Brighton Beach

Everybody loves the beach–clearly, as every student decided to save their homework for another day and come to Brighton Beach. About a two-hour drive from Oxford, it’s a pebble beach with lots to do. On the waterfront, there are arcades, amusement, and Regency-era architecture. Brighton Pier opened in 1899 and has delicious-smelling carnival food and exciting rides.

But what was most different from Oxford was the beach! And students enjoyed laying out in the sun, taking photos together, and even swimming in the Atlantic.

Back at home, students enjoyed the entertainment of Tony Rae, the Chairman of the British Council of Hypnotists. Tony persuaded hypnotized students to flee from imaginary sharks, cuddle up in the Antarctic, and race in the Silverstone Circuit. After the show, students chatted to the volunteers about how much they remembered!


An Active Friday

Although there’s not a gym on campus here at Lady Margaret Hall, we like to keep in shape.

It’s become a bit of a Friday tradition to go punting on the river that’s conveniently behind our residence. Sometimes, it takes a bit of paddling, but we think the students are getting better at using the pole!

In the evening, we finally got the rain we’ve been expecting all summer. Unfortunately, this coincided with our walk to the Oxford Ice Rink! It dampened our clothes, but not our spirits! And when they shut off the lights and turned up the music for a disco skate session, the smiles were bigger than ever!

No 42nd St in Oxford

There’s no 42nd Street in Oxford, but there is in London! But we’ll get to that in a bit.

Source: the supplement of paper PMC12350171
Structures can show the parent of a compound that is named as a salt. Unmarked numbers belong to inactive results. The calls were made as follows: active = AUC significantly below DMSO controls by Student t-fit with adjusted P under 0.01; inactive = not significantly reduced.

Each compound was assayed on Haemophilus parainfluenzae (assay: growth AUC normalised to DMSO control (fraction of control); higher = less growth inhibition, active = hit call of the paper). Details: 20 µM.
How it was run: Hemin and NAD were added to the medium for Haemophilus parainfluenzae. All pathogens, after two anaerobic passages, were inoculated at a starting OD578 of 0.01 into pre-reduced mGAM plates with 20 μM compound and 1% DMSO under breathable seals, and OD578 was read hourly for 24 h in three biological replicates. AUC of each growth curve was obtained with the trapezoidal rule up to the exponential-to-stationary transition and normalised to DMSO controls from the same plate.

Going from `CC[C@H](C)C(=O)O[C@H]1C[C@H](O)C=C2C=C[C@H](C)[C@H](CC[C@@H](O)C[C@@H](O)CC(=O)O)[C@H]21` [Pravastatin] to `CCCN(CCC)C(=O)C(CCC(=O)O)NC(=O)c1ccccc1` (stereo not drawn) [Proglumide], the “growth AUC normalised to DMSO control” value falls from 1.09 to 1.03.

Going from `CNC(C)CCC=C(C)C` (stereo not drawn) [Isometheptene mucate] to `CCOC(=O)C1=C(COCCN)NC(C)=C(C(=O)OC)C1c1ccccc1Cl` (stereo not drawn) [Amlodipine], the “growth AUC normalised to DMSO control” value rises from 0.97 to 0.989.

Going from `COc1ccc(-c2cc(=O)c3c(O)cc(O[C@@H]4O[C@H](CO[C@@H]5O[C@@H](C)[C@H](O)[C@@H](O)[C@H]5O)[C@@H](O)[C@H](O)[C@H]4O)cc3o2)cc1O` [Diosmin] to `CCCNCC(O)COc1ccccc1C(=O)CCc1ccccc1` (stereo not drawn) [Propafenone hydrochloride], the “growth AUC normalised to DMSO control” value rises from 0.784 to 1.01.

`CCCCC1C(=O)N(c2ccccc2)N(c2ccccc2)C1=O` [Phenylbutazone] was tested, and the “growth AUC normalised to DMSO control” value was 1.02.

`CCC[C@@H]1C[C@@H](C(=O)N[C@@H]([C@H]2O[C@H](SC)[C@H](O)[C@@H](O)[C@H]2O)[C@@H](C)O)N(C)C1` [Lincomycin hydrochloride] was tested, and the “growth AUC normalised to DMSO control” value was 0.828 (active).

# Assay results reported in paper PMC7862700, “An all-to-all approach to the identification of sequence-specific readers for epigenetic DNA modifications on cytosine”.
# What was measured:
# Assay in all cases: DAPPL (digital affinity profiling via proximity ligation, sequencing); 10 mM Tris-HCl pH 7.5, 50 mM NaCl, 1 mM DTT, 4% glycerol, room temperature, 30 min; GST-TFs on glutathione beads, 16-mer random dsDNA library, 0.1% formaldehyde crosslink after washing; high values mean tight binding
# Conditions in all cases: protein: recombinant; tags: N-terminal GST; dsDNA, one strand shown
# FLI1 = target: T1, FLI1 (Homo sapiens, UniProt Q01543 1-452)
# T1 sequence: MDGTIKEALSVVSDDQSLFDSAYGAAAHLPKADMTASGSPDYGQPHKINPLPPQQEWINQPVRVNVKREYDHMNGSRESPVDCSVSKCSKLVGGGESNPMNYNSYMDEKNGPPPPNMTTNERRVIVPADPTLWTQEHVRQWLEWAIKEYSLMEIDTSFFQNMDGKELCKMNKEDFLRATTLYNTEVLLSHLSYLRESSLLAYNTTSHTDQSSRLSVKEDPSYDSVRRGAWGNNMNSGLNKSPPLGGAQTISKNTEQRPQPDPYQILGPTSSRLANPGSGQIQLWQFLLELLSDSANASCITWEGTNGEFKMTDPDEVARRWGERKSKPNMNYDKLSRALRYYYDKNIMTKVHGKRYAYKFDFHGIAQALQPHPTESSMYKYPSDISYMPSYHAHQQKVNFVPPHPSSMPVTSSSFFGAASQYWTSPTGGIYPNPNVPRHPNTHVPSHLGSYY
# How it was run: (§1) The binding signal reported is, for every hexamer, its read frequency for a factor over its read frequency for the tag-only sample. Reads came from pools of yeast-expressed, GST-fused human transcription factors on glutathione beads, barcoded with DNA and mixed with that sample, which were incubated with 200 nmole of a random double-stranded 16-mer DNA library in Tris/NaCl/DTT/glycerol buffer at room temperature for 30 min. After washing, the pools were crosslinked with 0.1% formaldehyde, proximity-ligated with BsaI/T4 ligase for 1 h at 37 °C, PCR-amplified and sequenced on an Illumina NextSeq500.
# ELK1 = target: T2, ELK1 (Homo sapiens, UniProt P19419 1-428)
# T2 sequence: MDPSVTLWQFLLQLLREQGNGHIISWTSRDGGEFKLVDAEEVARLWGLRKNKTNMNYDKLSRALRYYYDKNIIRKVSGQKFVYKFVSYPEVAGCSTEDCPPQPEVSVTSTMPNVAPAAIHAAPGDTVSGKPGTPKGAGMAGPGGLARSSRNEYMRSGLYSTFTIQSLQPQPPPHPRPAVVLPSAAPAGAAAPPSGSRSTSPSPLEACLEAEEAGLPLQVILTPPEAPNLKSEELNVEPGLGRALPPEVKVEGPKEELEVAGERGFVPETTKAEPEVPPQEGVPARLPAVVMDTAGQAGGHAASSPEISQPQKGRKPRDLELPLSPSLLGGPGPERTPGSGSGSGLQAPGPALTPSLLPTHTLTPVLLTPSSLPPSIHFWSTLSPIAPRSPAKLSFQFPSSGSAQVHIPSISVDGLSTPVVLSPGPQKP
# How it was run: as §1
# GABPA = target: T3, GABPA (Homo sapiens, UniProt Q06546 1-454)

Around here, Thursdays are great for taking a breath before diving into the weekend. A group of students got to cross off a true Oxford must-see: St. Mary’s Tower. This viewpoint, although narrow and very cramped, has the best view of Oxford, bar none. In fact, it’s so iconic that it is the Wikipedia cover photo for Oxford!

The evenings are cooling off, and there’s no better way to celebrate that than a pajama party. Students gathered in the common room to “Netflix and PJs” with some pizza delivery. Stepbrothers isn’t a British movie, but it was fun nonetheless.


But maybe the most exciting part of the day was our second London theatre trip. On this optional extra, students saw 42nd Street at the Theatre Royal on Drury Lane. With classics like “We’re in the Money” and “I Only Have Eyes For You”, entertainment doesn’t get much bigger!

Bats and Clubs

One of the best things about having Oxford professors teach with us year after year is the way they can collaborate. Today, two afternoon workshops worked together to show students how different subjects can interrelate. The subject was the British sport of cricket.

Sports and Fitness is the obvious venue for learning the rules of cricket. However, their team competed against the Voyages in Afternoon Tea class! Not surprising, really, when you think about how iconic tea and cricket are to the British mindset.

Maybe the match was team against team, but maybe it was more British professor vs. British professor. Either way, the Afternoon Tea team was victorious!

Everyone else got the chance to get sweaty at Summerfuel Club Night. The Bridge Club welcomes us every year to an under-18 party, along with several other programs. It’s hot, it’s crowded, but it’s a lot of fun!

Two professional DJs mixed familiar tunes for everyone to dance to.

After all that, everyone’s pretty tired, but at least there are only morning classes tomorrow!

Learning in London

Summerfuel Oxford teachers took a well-deserved day off and let museums do the educating! We drove up to Exhibition Road and split students’ time between two galleries based on their morning seminars and afternoon workshops.